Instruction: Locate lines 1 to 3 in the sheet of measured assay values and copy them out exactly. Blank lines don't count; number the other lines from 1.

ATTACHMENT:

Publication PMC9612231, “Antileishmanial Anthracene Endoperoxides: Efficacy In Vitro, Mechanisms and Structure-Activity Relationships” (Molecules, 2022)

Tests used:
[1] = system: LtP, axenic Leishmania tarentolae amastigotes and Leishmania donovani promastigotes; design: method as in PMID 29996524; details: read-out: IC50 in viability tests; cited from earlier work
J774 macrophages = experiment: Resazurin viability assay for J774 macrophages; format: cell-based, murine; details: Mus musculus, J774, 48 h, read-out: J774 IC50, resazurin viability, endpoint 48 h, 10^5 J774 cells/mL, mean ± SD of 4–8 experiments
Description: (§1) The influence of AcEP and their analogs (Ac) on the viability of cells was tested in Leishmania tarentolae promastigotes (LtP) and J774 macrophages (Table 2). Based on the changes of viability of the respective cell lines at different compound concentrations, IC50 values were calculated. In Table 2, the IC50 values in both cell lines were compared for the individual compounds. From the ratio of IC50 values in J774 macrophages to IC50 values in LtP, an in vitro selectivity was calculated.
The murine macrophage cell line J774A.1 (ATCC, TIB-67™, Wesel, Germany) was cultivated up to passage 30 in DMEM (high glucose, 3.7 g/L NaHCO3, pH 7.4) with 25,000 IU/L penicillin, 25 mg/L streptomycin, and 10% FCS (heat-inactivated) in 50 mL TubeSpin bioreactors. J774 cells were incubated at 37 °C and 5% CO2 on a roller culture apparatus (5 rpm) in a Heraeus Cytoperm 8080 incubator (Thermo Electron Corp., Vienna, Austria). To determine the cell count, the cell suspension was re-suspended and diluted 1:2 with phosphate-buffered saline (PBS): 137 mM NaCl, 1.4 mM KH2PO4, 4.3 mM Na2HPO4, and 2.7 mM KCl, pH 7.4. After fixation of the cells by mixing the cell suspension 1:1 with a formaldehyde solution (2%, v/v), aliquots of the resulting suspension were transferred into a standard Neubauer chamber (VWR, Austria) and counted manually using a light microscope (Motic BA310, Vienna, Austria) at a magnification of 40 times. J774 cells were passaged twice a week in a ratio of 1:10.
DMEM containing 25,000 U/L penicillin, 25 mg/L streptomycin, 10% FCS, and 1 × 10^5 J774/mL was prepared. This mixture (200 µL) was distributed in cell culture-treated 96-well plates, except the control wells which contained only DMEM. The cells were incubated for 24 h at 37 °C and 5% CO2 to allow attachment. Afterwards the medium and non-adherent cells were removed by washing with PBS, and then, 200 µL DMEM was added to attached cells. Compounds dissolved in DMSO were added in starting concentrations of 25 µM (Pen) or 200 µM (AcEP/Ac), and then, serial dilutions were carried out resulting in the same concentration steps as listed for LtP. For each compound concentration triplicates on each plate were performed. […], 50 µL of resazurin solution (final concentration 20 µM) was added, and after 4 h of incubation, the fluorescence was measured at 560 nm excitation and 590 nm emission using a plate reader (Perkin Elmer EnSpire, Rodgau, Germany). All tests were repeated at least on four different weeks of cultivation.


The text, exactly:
Publication PMC9612231, “Antileishmanial Anthracene Endoperoxides: Efficacy In Vitro, Mechanisms and Structure-Activity Relationships” (Molecules, 2022)

Tests used:
[1] = system: LtP, axenic Leishmania tarentolae amastigotes and Leishmania donovani promastigotes; design: method as in PMID 29996524; details: read-out: IC50 in viability tests; cited from earlier work